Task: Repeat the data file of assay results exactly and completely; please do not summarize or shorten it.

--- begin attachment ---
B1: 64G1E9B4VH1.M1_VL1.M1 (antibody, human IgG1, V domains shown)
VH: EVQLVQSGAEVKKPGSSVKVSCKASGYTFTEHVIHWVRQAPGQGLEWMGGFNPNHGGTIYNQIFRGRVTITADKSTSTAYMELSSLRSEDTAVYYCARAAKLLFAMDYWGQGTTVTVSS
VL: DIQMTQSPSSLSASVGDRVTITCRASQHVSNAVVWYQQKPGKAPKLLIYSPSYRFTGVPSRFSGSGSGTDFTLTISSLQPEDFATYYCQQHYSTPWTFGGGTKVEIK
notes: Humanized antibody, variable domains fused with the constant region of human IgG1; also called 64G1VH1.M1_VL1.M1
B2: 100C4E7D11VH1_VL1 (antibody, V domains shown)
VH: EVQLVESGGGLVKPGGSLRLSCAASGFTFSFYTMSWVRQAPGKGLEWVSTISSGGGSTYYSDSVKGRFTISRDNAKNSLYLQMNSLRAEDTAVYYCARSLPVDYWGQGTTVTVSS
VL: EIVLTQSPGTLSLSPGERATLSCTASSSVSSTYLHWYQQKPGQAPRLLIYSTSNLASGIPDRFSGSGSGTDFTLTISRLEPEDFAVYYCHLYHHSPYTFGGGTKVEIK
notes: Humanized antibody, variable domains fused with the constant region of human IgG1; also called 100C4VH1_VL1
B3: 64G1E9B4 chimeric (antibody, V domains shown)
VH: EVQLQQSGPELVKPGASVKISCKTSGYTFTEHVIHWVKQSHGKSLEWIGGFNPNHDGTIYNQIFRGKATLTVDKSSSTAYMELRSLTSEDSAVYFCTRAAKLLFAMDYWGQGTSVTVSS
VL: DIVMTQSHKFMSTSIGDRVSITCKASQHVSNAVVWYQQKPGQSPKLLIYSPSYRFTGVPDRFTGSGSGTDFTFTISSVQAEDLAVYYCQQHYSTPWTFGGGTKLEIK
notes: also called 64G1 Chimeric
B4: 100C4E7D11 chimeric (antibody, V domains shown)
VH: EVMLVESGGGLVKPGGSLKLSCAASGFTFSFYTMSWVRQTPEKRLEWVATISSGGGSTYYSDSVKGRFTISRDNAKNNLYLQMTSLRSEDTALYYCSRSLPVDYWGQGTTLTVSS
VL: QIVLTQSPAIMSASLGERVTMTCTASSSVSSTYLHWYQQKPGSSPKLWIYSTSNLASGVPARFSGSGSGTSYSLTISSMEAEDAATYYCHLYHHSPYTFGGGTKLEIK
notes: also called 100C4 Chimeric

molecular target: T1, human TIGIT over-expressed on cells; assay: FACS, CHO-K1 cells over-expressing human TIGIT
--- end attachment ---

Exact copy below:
B1: 64G1E9B4VH1.M1_VL1.M1 (antibody, human IgG1, V domains shown)
VH: EVQLVQSGAEVKKPGSSVKVSCKASGYTFTEHVIHWVRQAPGQGLEWMGGFNPNHGGTIYNQIFRGRVTITADKSTSTAYMELSSLRSEDTAVYYCARAAKLLFAMDYWGQGTTVTVSS
VL: DIQMTQSPSSLSASVGDRVTITCRASQHVSNAVVWYQQKPGKAPKLLIYSPSYRFTGVPSRFSGSGSGTDFTLTISSLQPEDFATYYCQQHYSTPWTFGGGTKVEIK
notes: Humanized antibody, variable domains fused with the constant region of human IgG1; also called 64G1VH1.M1_VL1.M1
B2: 100C4E7D11VH1_VL1 (antibody, V domains shown)
VH: EVQLVESGGGLVKPGGSLRLSCAASGFTFSFYTMSWVRQAPGKGLEWVSTISSGGGSTYYSDSVKGRFTISRDNAKNSLYLQMNSLRAEDTAVYYCARSLPVDYWGQGTTVTVSS
VL: EIVLTQSPGTLSLSPGERATLSCTASSSVSSTYLHWYQQKPGQAPRLLIYSTSNLASGIPDRFSGSGSGTDFTLTISRLEPEDFAVYYCHLYHHSPYTFGGGTKVEIK
notes: Humanized antibody, variable domains fused with the constant region of human IgG1; also called 100C4VH1_VL1
B3: 64G1E9B4 chimeric (antibody, V domains shown)
VH: EVQLQQSGPELVKPGASVKISCKTSGYTFTEHVIHWVKQSHGKSLEWIGGFNPNHDGTIYNQIFRGKATLTVDKSSSTAYMELRSLTSEDSAVYFCTRAAKLLFAMDYWGQGTSVTVSS
VL: DIVMTQSHKFMSTSIGDRVSITCKASQHVSNAVVWYQQKPGQSPKLLIYSPSYRFTGVPDRFTGSGSGTDFTFTISSVQAEDLAVYYCQQHYSTPWTFGGGTKLEIK
notes: also called 64G1 Chimeric
B4: 100C4E7D11 chimeric (antibody, V domains shown)
VH: EVMLVESGGGLVKPGGSLKLSCAASGFTFSFYTMSWVRQTPEKRLEWVATISSGGGSTYYSDSVKGRFTISRDNAKNNLYLQMTSLRSEDTALYYCSRSLPVDYWGQGTTLTVSS
VL: QIVLTQSPAIMSASLGERVTMTCTASSSVSSTYLHWYQQKPGSSPKLWIYSTSNLASGVPARFSGSGSGTSYSLTISSMEAEDAATYYCHLYHHSPYTFGGGTKLEIK
notes: also called 100C4 Chimeric

molecular target: T1, human TIGIT over-expressed on cells; assay: FACS, CHO-K1 cells over-expressing human TIGIT